Emissions, Nuclear, Waste Management & Decommissioning

Yucca Mountain not an option for nuclear waste, DOE official says

The Yucca Mountain site in Nevada is not an option for storing toxic waste from nuclear power plants, said Deputy Energy Secretary Daniel Poneman on the sidelines of an international meeting to strengthen global nuclear safety after Japan’s Fukushima atomic crisis.

“It is time to turn the page and try to find a better set of solutions,” he told Reuters in an interview June 20.

The plan to house atomic waste at Yucca was approved by President George W. Bush in 2002. In 2010, the Obama administration asked the Nuclear Regulatory Commission to pull an application to license the site and named a panel of experts to look for other options.

In April, the House Committee on Energy and Commerce launched an investigation into the administration’s decision to abandon plans to build a repository at Yucca Mountain in Nevada.

Energy and Commerce Committee Chairman Fred Upton, R-Mich., is leading the probe into the decision to stop the project. He and John Shimkus, R-Ill., chairman of the Environment and the Economy Subcommittee, sent letters March 31 to Energy Secretary Steven Chu and Nuclear Regulatory Commission Chairman Gregory Jaczko asking about the decision to halt the repository. The two House leaders said a review of the available evidence indicates that “there was no scientific or technical basis for withdrawing the application.”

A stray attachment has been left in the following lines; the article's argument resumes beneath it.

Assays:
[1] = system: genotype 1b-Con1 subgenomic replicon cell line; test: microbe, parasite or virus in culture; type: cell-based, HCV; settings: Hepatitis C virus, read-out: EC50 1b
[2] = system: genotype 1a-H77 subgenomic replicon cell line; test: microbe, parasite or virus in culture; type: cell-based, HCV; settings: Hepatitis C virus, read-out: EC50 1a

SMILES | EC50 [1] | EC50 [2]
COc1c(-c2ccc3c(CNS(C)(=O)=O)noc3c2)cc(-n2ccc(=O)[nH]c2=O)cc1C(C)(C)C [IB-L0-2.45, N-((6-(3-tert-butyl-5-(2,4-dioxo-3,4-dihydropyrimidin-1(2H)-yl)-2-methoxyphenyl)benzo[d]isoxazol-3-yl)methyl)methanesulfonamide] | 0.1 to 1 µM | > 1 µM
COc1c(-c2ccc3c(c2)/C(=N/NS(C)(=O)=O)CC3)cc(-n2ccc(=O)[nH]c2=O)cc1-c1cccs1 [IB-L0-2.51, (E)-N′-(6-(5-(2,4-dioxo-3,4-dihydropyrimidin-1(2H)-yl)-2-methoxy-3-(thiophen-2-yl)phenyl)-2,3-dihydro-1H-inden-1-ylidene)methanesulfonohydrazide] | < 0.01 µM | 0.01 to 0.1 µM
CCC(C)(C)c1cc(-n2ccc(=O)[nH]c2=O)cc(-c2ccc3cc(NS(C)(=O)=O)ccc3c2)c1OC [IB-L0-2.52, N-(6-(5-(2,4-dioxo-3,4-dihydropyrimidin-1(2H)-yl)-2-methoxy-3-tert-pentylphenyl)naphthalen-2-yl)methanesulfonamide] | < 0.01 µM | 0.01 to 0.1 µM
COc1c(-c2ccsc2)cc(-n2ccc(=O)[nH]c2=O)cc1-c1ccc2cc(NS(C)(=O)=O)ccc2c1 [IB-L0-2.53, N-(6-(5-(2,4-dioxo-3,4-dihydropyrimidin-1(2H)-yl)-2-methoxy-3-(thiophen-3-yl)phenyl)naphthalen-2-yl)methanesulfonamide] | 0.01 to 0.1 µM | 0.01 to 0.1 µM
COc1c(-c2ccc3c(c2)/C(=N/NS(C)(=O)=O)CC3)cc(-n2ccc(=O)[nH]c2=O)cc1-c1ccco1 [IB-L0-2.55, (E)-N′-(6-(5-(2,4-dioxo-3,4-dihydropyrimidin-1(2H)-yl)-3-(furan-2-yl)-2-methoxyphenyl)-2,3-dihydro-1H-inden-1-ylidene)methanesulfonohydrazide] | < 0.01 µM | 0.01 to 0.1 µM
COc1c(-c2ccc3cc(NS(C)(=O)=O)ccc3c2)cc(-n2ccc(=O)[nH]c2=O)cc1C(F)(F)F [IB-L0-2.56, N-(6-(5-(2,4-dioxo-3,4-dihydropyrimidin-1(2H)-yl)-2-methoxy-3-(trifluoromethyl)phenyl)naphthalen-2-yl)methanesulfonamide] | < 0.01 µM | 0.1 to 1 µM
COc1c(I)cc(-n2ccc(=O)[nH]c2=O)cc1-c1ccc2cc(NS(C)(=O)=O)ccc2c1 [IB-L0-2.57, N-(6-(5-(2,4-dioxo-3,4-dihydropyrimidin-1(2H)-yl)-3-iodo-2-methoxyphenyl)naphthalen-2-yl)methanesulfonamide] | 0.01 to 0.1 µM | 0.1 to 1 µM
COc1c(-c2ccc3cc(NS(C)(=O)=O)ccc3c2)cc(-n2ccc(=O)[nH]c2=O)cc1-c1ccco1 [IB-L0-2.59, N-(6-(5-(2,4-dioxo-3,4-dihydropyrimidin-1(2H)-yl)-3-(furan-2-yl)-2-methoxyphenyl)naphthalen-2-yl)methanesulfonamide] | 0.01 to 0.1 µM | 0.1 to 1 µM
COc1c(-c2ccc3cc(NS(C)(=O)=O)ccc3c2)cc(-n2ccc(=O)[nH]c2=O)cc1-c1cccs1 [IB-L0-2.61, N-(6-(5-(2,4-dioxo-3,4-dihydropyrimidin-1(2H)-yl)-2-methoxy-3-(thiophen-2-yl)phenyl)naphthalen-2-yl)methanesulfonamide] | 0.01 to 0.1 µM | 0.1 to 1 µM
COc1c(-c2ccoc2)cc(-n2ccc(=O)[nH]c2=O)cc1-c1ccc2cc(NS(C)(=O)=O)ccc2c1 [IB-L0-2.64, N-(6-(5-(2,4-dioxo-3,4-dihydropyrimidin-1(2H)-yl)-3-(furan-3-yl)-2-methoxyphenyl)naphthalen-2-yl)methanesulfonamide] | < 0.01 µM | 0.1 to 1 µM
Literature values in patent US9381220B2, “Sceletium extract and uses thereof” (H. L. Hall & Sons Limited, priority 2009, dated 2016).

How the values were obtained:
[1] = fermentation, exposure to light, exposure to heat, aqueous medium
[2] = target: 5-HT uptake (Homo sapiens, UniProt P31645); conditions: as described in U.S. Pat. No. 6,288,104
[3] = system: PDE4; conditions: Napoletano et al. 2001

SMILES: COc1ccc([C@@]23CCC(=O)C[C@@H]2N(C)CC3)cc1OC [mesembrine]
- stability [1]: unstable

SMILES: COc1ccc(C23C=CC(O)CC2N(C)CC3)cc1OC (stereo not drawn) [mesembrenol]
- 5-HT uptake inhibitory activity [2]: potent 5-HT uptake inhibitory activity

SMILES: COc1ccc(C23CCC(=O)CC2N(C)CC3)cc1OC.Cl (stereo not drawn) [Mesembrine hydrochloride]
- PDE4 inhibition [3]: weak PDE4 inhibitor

Speaking to Reuters, Poneman said in June, “I think any policy — the success of which can only be measured over many decades — can only succeed with strong bipartisan support and strong support from the communities affected.”

“It was equally clear that Yucca mountain was not going to have that kind of support,” he said.

The United States still sees nuclear energy as having a “very important role to play in a low carbon future,” Poneman was quoted as saying. “It is not a decision for governments to make but rather for utilities to make when those reactors will be economically viable to build. But it is certainly something that we are still supporting,” Poneman said.

Subscribe to Nuclear Power International magazine.